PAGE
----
If you're having a heart attack, you may be better off going to a general community hospital than to one with a sophisticated cardiology facility, according to the results of a recent study.
After analyzing thousands of people who had life-threatening heart conditions, a study found that the short-term death rate for heart patients admitted to general hospitals was no different than for patients who went to hospitals equipped to perform catheterization. Catheterization is a procedure in which a very thin tube is inserted into an artery to get information that usually determines whether bypass surgery or other invasive treatments are necessary.
In addition, the death rate six months after hospitalization was 14% higher for people admitted to hospitals that had catheterization facilities than for patients who went to lesser-equipped facilities.
The research reviewed data on more than 28,000 patients in 14 countries, including the US, Europe and Australia. Approximately 77% had been admitted to hospitals that had cardiac catheterization facilities.
Patients in the better-equipped hospitals were 10 times more likely to have an invasive procedure such as bypass surgery, the report notes 41% had an invasive procedure, compared with 4% of patients in less specialized hospitals.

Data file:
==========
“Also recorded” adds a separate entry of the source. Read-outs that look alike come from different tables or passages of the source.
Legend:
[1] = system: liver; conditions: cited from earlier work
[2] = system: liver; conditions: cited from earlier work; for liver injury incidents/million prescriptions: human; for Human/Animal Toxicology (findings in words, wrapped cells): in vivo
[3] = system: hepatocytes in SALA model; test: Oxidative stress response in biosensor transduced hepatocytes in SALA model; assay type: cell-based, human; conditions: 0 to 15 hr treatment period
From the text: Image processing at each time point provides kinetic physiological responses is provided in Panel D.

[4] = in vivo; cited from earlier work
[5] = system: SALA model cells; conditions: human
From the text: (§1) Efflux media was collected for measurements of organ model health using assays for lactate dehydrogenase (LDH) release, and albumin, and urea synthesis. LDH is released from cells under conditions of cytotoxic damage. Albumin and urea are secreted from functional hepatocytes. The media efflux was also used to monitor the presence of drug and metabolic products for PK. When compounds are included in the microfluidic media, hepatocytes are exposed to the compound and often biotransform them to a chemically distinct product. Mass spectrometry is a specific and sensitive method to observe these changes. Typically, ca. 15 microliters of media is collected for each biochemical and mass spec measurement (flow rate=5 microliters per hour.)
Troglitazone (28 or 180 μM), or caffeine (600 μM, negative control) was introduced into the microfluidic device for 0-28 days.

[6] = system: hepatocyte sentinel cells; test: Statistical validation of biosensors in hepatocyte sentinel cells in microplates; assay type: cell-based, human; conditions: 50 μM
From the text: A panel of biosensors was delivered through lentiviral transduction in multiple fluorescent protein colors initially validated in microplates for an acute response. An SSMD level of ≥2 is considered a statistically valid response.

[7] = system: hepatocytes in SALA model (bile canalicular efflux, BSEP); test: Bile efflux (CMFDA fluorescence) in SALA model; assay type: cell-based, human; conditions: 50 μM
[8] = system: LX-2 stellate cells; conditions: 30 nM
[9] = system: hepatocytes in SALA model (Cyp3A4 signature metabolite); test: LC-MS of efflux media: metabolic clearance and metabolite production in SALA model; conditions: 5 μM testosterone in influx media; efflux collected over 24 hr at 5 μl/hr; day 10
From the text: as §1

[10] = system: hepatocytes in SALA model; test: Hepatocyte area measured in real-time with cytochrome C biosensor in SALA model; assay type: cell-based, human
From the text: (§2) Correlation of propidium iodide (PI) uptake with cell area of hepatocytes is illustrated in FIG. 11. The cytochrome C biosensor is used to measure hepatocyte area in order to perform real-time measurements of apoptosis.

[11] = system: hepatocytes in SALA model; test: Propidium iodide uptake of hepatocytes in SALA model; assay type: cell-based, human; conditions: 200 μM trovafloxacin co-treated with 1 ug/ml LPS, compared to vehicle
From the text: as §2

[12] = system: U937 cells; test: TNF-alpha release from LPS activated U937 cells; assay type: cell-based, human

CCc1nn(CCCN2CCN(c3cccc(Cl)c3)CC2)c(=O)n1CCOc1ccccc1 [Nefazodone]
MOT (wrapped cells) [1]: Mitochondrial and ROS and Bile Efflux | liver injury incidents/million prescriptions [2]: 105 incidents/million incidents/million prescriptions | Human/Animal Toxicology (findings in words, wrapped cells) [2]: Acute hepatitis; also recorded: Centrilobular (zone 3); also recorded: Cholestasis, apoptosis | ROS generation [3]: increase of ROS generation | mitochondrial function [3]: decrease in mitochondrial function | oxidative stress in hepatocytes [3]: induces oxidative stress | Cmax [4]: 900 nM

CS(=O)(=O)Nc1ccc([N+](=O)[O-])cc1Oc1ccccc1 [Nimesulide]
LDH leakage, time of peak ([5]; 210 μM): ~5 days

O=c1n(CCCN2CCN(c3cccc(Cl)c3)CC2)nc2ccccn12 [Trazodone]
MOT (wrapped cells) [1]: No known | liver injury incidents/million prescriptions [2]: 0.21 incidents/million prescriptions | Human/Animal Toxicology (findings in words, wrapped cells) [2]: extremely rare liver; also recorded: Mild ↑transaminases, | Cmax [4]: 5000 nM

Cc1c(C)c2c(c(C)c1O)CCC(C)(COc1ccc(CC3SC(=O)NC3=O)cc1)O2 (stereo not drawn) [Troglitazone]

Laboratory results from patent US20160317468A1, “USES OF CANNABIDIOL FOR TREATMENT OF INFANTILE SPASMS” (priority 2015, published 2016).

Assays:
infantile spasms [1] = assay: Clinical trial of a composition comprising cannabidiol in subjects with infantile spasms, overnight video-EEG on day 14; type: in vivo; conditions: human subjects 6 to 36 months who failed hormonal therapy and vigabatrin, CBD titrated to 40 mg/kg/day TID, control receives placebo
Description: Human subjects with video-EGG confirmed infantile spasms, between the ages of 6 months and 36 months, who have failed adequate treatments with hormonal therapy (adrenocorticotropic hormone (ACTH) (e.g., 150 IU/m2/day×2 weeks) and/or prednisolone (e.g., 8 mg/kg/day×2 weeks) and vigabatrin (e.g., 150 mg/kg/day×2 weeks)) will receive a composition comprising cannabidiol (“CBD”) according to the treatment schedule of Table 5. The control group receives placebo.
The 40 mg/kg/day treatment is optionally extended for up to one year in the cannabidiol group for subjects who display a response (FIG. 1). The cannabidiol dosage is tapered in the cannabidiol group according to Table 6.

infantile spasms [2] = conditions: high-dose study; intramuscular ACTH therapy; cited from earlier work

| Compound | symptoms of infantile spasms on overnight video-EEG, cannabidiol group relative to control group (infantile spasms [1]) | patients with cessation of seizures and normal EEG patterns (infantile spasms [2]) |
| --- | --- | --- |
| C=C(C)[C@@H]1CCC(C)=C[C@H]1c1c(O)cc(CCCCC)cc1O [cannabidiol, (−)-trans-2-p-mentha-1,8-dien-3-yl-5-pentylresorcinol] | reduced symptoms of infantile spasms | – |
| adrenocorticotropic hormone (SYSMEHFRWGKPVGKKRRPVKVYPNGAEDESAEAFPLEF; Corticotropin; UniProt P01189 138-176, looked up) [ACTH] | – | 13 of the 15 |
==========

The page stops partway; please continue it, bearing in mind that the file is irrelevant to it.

The people who were in the better equipped hospitals were also nearly twice as likely to have a bleeding complication and 33% more likely to have a stroke.
This suggests that cardiologists may be performing invasive procedures too often—or too early, says study author Dr. Frans Van de Werf, chairman of the department of cardiology at University Hospital Gasthuisberg in Leuven, Belgium.
"These findings support the current strategy of directing patients with suspected acute coronary syndrome to the nearest hospital with acute-care facilities, irrespective of the availability of a catheterization laboratory," Van de Werf says.
Results Far From Definitive
But these findings must be approached with caution because of the sprawling nature of the study, which included 106 hospitals and a wide variety of patients, notes Dr. Sidney Smith, a professor of medicine at the University of North Carolina, and a spokesman for the American Heart Association.
Because the patient population was so diverse, the study is important as a "hypothesis-generating mechanism," Smith says. But it is far from definitive.
"What is needed are randomized clinical trials in which specific groups of patients can be studied," he says. "This study provides (food) for thought, but not the basis for national strategies of care."